Why the Royals Only Took Pitchers on Day One

Going into this draft I’ve asked a lot of questions on what the Royals draft strategy should be. Should they take all position players? Should they mix it up? What about high school vs. college guys? I never suggested five pitchers. Dayton Moore did say that the Royals were going to target starting pitching but with five picks you knew that would happen. You just didn’t think that was all they would target.

To some extent, we’ve seen the Royals do this before. The Royals have drafted hitters and signed international free agent position players in the past and gathered them together creating a group of solid players close to each other in the minor league system. Remember they promoted those guys together in order to keep the wave of talent intact. Then the Royals used picks in the next few drafts to add quick moving college arms that moved faster than the group ahead of them. By doing this, the Royals created a secondary wave of talent that seemed to meet the other group about the time they were all becoming big league ready. By delaying some promotions and fast forwarding others, the rebuild was done perfectly. This strategy got the Royals to the 2014 World Series and then won the 2015 World Series. This was all accomplished through trades and roster supplementing to the guys we drafted, signed, and developed.

As the first round continued to go on last night, we started to get excited over here at Royals Farm that Matthew Liberatore or Brady Singer could be available when we picked. We had heard rumors that the Royals and Rays had offered several arms a lot of money to try to float them down the draft. Then the Rays took Liberatore at 16. When the Angels took Jordyn Adams at 17 removing that temptation from the Royals, it was finally our turn. Singer was our man.

It was a big surprise that Brady Singer was available. Singer was projected by some as number one overall before the 2018 season started. Florida pitchers have seemed to drop over the last few years and that was no different this year. AJ Puk dropped. Alex Faedo dropped. Now Brady Singer had dropped. And Jackson Kowar did as well. The Royals went all in on Singer, Kowar, and three more college arms on Day One. Daniel Lynch is a big LHP who struck out 13 against Georgia Tech this year. Kris Bubic was a pre-season All-American who matched that honor with his season and won Cape Cod Pitcher of the Year in 2017. Jonathan Bowlan struck out 18 batters in a game this year. There is some legit talent here.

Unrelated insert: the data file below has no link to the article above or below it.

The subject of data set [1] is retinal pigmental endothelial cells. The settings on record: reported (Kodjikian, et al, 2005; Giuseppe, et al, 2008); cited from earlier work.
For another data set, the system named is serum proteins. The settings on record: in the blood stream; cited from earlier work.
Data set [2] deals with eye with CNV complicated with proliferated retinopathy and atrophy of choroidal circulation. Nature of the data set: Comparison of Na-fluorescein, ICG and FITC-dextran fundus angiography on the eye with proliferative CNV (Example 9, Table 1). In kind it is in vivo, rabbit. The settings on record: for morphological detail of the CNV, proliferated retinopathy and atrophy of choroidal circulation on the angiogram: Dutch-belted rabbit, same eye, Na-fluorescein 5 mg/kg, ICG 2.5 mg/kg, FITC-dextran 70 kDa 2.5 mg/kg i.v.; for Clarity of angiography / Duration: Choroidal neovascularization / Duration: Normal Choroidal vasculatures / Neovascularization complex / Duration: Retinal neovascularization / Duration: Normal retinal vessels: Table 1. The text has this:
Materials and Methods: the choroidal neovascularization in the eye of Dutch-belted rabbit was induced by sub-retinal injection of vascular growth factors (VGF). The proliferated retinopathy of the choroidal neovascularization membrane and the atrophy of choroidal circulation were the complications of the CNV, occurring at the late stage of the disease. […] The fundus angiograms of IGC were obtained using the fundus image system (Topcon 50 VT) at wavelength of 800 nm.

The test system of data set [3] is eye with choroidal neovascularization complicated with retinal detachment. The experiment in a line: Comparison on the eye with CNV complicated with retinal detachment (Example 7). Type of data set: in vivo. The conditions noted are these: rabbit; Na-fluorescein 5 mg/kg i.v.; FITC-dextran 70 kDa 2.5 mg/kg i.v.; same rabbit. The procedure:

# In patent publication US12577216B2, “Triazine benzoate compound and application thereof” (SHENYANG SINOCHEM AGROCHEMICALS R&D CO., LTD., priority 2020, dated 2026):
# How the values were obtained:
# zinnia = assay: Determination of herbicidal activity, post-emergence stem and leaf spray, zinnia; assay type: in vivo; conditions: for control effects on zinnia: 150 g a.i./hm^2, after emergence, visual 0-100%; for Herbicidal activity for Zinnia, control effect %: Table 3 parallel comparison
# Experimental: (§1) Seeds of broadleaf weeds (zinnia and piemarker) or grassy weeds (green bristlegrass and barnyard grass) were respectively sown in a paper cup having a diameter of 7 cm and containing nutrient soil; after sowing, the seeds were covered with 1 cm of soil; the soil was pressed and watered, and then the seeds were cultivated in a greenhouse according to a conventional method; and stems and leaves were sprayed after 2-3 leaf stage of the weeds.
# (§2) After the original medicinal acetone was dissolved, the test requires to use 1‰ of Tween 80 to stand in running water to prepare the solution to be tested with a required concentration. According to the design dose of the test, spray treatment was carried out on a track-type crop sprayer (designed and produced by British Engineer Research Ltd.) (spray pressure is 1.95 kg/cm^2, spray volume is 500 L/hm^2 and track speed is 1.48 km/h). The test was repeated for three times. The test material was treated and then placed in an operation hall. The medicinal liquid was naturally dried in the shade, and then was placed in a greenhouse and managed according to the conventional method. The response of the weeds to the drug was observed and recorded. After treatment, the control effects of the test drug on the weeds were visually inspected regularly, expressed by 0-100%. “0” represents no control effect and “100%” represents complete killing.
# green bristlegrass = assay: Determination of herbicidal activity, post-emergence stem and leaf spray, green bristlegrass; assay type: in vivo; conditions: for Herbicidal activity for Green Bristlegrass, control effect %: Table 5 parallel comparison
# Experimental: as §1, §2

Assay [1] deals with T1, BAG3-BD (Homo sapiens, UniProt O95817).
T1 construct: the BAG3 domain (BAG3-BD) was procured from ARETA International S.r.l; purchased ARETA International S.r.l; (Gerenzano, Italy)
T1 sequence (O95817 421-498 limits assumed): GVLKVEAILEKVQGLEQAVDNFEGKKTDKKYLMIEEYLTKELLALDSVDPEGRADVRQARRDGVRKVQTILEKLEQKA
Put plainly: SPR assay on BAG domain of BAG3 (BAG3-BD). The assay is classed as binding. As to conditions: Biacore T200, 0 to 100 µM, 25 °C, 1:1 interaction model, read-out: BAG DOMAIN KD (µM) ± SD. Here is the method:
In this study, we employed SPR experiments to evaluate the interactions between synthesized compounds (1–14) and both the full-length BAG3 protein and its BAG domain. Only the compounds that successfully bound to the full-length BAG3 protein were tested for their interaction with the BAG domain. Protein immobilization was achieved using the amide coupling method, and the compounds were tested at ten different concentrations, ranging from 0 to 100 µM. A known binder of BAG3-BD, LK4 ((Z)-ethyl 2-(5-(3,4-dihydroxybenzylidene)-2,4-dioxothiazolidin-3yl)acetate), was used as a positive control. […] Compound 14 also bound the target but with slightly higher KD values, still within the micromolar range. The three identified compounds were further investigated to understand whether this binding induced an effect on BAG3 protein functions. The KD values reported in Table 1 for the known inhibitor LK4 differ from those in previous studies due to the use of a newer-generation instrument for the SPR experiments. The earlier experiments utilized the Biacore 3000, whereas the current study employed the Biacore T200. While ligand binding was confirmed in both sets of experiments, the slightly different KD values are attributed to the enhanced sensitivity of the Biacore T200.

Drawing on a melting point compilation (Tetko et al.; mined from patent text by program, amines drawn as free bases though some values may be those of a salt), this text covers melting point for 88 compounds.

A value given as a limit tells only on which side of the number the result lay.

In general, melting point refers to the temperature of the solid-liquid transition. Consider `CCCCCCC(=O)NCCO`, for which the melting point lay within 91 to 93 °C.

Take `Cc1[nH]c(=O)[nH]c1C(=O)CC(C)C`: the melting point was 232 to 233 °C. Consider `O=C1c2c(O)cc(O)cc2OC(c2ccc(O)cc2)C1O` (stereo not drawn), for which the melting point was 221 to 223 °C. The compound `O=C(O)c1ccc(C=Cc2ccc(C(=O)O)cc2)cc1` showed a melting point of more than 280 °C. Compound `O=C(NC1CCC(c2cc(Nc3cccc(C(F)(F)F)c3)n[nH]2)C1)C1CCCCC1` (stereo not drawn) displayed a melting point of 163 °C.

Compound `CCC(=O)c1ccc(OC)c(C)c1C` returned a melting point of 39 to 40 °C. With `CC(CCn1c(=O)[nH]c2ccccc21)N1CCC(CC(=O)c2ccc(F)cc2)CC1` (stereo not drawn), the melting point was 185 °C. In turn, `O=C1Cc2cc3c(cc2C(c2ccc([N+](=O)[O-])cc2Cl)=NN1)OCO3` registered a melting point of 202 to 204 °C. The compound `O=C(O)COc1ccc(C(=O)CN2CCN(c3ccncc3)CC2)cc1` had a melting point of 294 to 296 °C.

As I was listening to Dayton Moore talk about the draft on the Royals broadcast, he basically said the Royals decided to do this exact thing again. Their goal was to supplement the talented position players they have in Wilmington and Lexington with a fresh influx of talented pitchers. Some of those position players included in Wilmington are Khalil Lee, Emmanuel Rivera, Xavier Fernandez, Meibrys Viloria, Gabriel Cancel, Chase Vallot, DJ Burt, Kort Peterson, and Chris DeVito. Some of those players at Lexington are Nick Pratto, MJ Melendez, Michael Gigliotti, Seuly Matias, Dennicher Carrasco, Brewer Hicklen, and Sebastian Rivero.

Look at those position guys mentioned above and the pitchers that are already with them. The starters at Wilmington are Gerson Garabito, Jace Vines, Arnaldo Hernandez, Ofreidy Gomez, and a struggling Cristian Castillo. The rotation in Lexington is Nolan Watson, Garrett Davila, Janser Lara, Daniel Tillo, and Andres Sotillet. Carlos Hernandez is also in that group at Lexington. Evan Steele, Yefri del Rosario, and Charlie Neuweiler haven’t gotten out of extended spring yet and they will replace some of these guys.

Now add a rotation of Singer, Kowar, Lynch, Bubic, and Bowlan to that group. Were are you going to put them? Suddenly there should be enough pitching talent infused to the group to get them to the next level. And by the way, we haven’t even started the 3rd Round yet.

Dayton Moore also threw out a number that we need to keep in our memory. He believes that a team needs at least 20 average or better starting pitching prospects in order to produce two or three big league starters. This is due to injury, loss of stuff, under performance, and guys being moved to help supplement the roster. The Royals have acknowledged and admitted they have not developed pitchers and now they are working to change that. They have identified a weakness in their organization and are now taking drastic measures to fix it. Whether you agree with their draft strategy or not, you have to give them props for acknowledging and attempting to fix the problem.

We’ve heard it before and the Royals believe it and are really betting on it with this draft so far. “Pitching is the currency of baseball.”

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